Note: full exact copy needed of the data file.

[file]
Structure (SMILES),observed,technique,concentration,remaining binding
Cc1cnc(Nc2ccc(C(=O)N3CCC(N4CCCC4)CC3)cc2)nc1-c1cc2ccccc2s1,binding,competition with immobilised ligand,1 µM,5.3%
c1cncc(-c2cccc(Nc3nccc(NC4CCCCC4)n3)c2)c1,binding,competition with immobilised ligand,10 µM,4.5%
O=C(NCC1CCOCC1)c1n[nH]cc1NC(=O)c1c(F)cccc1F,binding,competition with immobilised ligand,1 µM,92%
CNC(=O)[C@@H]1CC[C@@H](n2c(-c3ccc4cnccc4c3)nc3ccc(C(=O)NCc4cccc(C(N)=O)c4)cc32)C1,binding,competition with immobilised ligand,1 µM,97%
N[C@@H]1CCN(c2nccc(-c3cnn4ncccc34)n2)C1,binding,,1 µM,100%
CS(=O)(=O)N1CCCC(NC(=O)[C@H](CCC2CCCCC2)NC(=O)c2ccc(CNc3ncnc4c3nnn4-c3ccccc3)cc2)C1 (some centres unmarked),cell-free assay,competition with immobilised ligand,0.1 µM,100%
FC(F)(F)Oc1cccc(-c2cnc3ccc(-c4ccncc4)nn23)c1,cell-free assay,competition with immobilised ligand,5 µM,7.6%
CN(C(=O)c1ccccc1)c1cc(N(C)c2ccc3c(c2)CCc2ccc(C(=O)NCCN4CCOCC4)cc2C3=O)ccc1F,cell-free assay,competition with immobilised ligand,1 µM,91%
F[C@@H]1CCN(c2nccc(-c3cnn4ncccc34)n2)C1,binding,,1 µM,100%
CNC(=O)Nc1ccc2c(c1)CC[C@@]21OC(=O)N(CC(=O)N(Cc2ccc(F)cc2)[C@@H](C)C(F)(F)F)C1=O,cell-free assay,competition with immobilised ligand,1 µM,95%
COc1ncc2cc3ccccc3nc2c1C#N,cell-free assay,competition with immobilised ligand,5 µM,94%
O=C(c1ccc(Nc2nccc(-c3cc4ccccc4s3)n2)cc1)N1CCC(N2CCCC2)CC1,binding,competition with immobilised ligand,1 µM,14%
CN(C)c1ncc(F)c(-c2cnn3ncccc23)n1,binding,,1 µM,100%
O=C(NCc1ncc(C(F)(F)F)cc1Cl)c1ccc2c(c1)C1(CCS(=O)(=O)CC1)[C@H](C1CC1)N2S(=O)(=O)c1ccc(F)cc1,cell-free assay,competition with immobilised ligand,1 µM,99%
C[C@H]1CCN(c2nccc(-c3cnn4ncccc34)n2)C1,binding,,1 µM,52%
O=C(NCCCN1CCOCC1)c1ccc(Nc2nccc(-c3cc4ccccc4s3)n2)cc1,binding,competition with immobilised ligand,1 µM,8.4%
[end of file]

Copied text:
Structure (SMILES),observed,technique,concentration,remaining binding
Cc1cnc(Nc2ccc(C(=O)N3CCC(N4CCCC4)CC3)cc2)nc1-c1cc2ccccc2s1,binding,competition with immobilised ligand,1 µM,5.3%
c1cncc(-c2cccc(Nc3nccc(NC4CCCCC4)n3)c2)c1,binding,competition with immobilised ligand,10 µM,4.5%
O=C(NCC1CCOCC1)c1n[nH]cc1NC(=O)c1c(F)cccc1F,binding,competition with immobilised ligand,1 µM,92%
CNC(=O)[C@@H]1CC[C@@H](n2c(-c3ccc4cnccc4c3)nc3ccc(C(=O)NCc4cccc(C(N)=O)c4)cc32)C1,binding,competition with immobilised ligand,1 µM,97%
N[C@@H]1CCN(c2nccc(-c3cnn4ncccc34)n2)C1,binding,,1 µM,100%
CS(=O)(=O)N1CCCC(NC(=O)[C@H](CCC2CCCCC2)NC(=O)c2ccc(CNc3ncnc4c3nnn4-c3ccccc3)cc2)C1 (some centres unmarked),cell-free assay,competition with immobilised ligand,0.1 µM,100%
FC(F)(F)Oc1cccc(-c2cnc3ccc(-c4ccncc4)nn23)c1,cell-free assay,competition with immobilised ligand,5 µM,7.6%
CN(C(=O)c1ccccc1)c1cc(N(C)c2ccc3c(c2)CCc2ccc(C(=O)NCCN4CCOCC4)cc2C3=O)ccc1F,cell-free assay,competition with immobilised ligand,1 µM,91%
F[C@@H]1CCN(c2nccc(-c3cnn4ncccc34)n2)C1,binding,,1 µM,100%
CNC(=O)Nc1ccc2c(c1)CC[C@@]21OC(=O)N(CC(=O)N(Cc2ccc(F)cc2)[C@@H](C)C(F)(F)F)C1=O,cell-free assay,competition with immobilised ligand,1 µM,95%
COc1ncc2cc3ccccc3nc2c1C#N,cell-free assay,competition with immobilised ligand,5 µM,94%
O=C(c1ccc(Nc2nccc(-c3cc4ccccc4s3)n2)cc1)N1CCC(N2CCCC2)CC1,binding,competition with immobilised ligand,1 µM,14%
CN(C)c1ncc(F)c(-c2cnn3ncccc23)n1,binding,,1 µM,100%
O=C(NCc1ncc(C(F)(F)F)cc1Cl)c1ccc2c(c1)C1(CCS(=O)(=O)CC1)[C@H](C1CC1)N2S(=O)(=O)c1ccc(F)cc1,cell-free assay,competition with immobilised ligand,1 µM,99%
C[C@H]1CCN(c2nccc(-c3cnn4ncccc34)n2)C1,binding,,1 µM,52%
O=C(NCCCN1CCOCC1)c1ccc(Nc2nccc(-c3cc4ccccc4s3)n2)cc1,binding,competition with immobilised ligand,1 µM,8.4%